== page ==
Monte Carlo method

What is the Monte Carlo Method?
The Monte Carlo (MC) method was developed by the team of the great Hungarian mathematician John von Neumann during World War II. John von Neumann (1903-1957) is a Hungarian mathematician, physicist, economic theorist, creator of the theory of games and professor of mathematics at Princeton.

In 1943-1955 he worked on the diffusion of neutrons in the Los Alamos laboratory and first used this method to describe the random nature of particle motion. The name Monte Carlo was intended to indicate the random (gambling) nature of phenomena.
The Monte Carlo method is used in various areas of mathematics and numerics. It contains calculations for randomized algorithms. It is used for the mathematical modeling of complex processes (integral calculus, chains of statistical processes) so that their results can be predicted with an analytical approach.

This method can be used wherever the problem under investigation can theoretically be described in a stochastic approach, although the problem itself can be strictly deterministic. It is particularly used in statistical physics and Bayesian statistics. The essence of the role in the Monte Carlo method is the random selection of the characterizing parameters of the process and this affects both the distributions of simple and complex processes.

It consists of the following main parts: the formulation of stochastic models of the examined real processes, modeling of random variables with a given probability distribution, solution of the statistical problem in the field of estimation theory.

From a mathematical point of view, the stages of the Monte Carlo algorithms are divided into ways of generating random variables and then reducing their errors and estimating the accuracy.

Measurement of market risk - value-at-risk

The market risk is a consequence of price changes on the financial markets. Classically, they are calculated based on the deviation from the standard return. Value-at-risk is defined as the depreciation in the value of an asset such that the probability of obtaining it is within the accepted level of tolerance (usually a small number close to zero).

Value-at-risk is higher for longer periods of time and its value decreases with increasing confidence level (confidence and tolerance limits add up to 100%). The value at risk is calculated using the quantile of the return distribution. Typically, one of the following approaches is used to estimate:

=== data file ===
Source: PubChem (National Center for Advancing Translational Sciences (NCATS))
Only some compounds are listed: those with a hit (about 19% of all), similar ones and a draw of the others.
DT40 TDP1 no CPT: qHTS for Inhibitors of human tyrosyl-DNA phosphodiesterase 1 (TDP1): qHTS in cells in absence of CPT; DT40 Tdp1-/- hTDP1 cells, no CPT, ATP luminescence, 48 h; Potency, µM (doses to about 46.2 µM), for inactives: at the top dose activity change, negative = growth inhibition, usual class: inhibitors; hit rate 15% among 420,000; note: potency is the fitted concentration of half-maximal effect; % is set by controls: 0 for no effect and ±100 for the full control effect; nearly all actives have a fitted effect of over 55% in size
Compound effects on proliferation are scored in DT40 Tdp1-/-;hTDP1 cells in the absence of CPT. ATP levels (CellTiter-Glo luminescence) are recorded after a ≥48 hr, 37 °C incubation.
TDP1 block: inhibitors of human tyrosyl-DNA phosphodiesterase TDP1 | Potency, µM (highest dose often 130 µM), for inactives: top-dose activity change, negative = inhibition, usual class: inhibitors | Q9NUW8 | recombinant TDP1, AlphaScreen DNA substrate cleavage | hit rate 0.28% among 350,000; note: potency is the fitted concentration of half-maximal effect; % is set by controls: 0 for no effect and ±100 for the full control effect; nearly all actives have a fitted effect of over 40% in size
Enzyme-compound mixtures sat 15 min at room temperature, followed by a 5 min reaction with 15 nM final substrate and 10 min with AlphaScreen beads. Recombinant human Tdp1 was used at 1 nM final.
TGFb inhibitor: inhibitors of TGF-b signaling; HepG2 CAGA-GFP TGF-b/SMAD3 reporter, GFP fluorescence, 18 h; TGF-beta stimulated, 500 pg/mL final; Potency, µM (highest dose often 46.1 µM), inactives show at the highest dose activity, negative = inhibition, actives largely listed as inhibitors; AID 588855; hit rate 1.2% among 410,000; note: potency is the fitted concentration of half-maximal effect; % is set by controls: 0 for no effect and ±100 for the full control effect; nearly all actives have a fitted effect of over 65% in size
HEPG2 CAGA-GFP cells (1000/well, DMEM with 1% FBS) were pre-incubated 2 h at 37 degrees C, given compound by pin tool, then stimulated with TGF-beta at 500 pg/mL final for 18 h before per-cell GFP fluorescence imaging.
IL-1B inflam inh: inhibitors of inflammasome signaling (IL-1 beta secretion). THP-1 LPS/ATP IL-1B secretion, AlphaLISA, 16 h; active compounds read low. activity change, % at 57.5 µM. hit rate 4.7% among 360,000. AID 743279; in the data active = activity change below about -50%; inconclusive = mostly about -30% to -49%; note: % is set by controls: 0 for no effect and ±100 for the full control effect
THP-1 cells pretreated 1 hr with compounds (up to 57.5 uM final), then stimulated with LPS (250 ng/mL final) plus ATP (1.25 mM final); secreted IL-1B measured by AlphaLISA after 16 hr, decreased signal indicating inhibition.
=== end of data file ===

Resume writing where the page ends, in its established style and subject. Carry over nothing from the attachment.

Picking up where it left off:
• Variance-covariance method - Assumption of a normal distribution of the returns.
  • Historical simulation method - Consists of taking into account the past returns on a given financial instrument. For example, the returns from each subsequent day are taken into account and their empirical distribution is determined based on them. The effectiveness of this method depends on changes in the value of the courses. If this hasn't changed in the past, this method will be less effective.
  • Monte Carlo method - It is characterized by the highest level of advancement. Experience and results from previous empirical experience are taken into account. Based on this, a hypothetical model for the formation of these "feet>" is created with the help of the geometric Brownian movement. Next, a large number of simulations of the value of the return rates are made and, based on them, a quantile of the distribution of the returns is obtained, which in turn enables a value-at-risk to be obtained.

The Monte Carlo method in 12 steps

The Monte Carlo method is divided into classes of simulation methods. The Monte Carlo simulation consists of twelve steps:

  1. Indication of the parameter that forms the basis for measuring a particular financial problem, e.g. B. Profit, debt level or yield,
  2. Build a financial model of the problem under study using mathematical relationships between key variables, e.g. B. deterministic variables that only accept one value or random variables that accept many values,
  3. Determining the appropriate probability distribution for each random variable,
  4. the probability distribution of each random variable must be transformed into a cumulative probability distribution,
  5. A corresponding random value must be assigned to each value of a random variable.
  6. For every random number it must be possible to generate a random number,
  7. each random number must be assigned the corresponding value of a random variable,
  8. the appropriate value of the random variable determined in the previous step must be used to determine the basic measure of a given problem,
  9. the value determined in step 8 must be observed,
  10. repeat steps 6-9 many times,
  11. the value of the base measure saved from step 9 becomes the basis for determining its probability distribution and the cumulative probability distribution,
  12. The cumulative probability distribution created in step 11 must be analyzed, whereby the parameters of the descriptive statistics are determined.

The main problem in solving these methods is determining the probabilities of events and expected values of random variables.

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